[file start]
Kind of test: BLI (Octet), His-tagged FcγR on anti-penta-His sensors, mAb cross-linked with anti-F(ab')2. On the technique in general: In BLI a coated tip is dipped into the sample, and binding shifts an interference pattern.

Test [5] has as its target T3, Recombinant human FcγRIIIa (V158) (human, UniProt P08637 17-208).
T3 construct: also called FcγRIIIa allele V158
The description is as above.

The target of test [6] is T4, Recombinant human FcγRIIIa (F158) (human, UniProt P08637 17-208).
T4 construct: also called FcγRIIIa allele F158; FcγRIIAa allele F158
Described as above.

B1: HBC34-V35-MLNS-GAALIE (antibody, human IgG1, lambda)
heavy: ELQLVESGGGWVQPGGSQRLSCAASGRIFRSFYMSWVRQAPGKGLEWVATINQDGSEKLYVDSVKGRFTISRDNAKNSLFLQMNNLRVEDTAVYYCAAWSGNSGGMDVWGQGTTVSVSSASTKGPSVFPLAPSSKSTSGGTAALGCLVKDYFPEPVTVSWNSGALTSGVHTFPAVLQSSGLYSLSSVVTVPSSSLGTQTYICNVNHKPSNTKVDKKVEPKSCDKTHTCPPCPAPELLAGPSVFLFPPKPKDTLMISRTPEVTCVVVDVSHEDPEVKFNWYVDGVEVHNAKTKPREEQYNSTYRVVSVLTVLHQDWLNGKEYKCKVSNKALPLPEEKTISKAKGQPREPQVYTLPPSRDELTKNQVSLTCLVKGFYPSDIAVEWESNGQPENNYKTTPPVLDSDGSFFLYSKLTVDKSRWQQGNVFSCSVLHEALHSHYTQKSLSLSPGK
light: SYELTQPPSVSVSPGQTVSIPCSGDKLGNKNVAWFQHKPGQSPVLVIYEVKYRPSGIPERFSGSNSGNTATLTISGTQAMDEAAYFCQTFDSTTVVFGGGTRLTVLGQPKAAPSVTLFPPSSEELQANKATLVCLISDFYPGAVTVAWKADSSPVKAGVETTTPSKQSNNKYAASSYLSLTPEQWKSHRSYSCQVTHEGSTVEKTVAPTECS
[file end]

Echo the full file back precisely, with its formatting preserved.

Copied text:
Kind of test: BLI (Octet), His-tagged FcγR on anti-penta-His sensors, mAb cross-linked with anti-F(ab')2. On the technique in general: In BLI a coated tip is dipped into the sample, and binding shifts an interference pattern.

Test [5] has as its target T3, Recombinant human FcγRIIIa (V158) (human, UniProt P08637 17-208).
T3 construct: also called FcγRIIIa allele V158
The description is as above.

The target of test [6] is T4, Recombinant human FcγRIIIa (F158) (human, UniProt P08637 17-208).
T4 construct: also called FcγRIIIa allele F158; FcγRIIAa allele F158
Described as above.

B1: HBC34-V35-MLNS-GAALIE (antibody, human IgG1, lambda)
heavy: ELQLVESGGGWVQPGGSQRLSCAASGRIFRSFYMSWVRQAPGKGLEWVATINQDGSEKLYVDSVKGRFTISRDNAKNSLFLQMNNLRVEDTAVYYCAAWSGNSGGMDVWGQGTTVSVSSASTKGPSVFPLAPSSKSTSGGTAALGCLVKDYFPEPVTVSWNSGALTSGVHTFPAVLQSSGLYSLSSVVTVPSSSLGTQTYICNVNHKPSNTKVDKKVEPKSCDKTHTCPPCPAPELLAGPSVFLFPPKPKDTLMISRTPEVTCVVVDVSHEDPEVKFNWYVDGVEVHNAKTKPREEQYNSTYRVVSVLTVLHQDWLNGKEYKCKVSNKALPLPEEKTISKAKGQPREPQVYTLPPSRDELTKNQVSLTCLVKGFYPSDIAVEWESNGQPENNYKTTPPVLDSDGSFFLYSKLTVDKSRWQQGNVFSCSVLHEALHSHYTQKSLSLSPGK
light: SYELTQPPSVSVSPGQTVSIPCSGDKLGNKNVAWFQHKPGQSPVLVIYEVKYRPSGIPERFSGSNSGNTATLTISGTQAMDEAAYFCQTFDSTTVVFGGGTRLTVLGQPKAAPSVTLFPPSSEELQANKATLVCLISDFYPGAVTVAWKADSSPVKAGVETTTPSKQSNNKYAASSYLSLTPEQWKSHRSYSCQVTHEGSTVEKTVAPTECS